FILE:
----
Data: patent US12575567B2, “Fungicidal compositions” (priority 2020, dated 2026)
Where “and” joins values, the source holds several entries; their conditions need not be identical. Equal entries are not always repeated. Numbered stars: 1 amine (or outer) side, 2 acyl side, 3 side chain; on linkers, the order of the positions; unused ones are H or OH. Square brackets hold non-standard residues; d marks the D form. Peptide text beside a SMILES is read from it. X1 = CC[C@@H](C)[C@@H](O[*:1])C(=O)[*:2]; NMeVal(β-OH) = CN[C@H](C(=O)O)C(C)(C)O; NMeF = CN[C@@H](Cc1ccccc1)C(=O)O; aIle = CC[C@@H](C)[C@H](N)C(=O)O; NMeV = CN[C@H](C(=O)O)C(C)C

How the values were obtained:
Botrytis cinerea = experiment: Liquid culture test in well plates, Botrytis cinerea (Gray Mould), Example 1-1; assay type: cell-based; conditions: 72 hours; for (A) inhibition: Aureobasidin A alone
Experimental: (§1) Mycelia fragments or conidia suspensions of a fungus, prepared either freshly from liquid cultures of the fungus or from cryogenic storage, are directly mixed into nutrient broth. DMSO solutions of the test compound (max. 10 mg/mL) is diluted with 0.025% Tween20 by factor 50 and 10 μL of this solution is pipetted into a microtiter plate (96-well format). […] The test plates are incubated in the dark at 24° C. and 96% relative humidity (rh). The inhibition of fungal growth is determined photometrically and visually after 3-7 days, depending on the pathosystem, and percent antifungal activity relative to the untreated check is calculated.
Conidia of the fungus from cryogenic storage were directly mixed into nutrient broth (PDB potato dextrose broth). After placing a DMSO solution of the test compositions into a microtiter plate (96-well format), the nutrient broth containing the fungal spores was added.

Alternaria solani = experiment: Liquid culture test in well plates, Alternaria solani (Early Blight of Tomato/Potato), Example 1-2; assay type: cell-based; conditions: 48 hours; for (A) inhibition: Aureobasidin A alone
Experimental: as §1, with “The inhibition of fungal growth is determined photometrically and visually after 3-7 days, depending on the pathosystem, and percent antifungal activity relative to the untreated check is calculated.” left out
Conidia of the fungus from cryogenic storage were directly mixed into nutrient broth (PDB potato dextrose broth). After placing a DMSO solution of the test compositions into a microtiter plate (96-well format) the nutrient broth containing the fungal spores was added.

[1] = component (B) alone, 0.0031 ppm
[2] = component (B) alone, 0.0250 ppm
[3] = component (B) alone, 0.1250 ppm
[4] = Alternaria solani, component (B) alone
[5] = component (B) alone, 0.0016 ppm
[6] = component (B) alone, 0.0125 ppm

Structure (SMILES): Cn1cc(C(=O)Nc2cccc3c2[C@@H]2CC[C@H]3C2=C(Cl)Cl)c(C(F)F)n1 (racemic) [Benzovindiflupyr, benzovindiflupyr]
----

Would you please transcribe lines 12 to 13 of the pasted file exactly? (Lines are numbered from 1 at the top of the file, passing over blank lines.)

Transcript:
[3] = component (B) alone, 0.1250 ppm
[4] = Alternaria solani, component (B) alone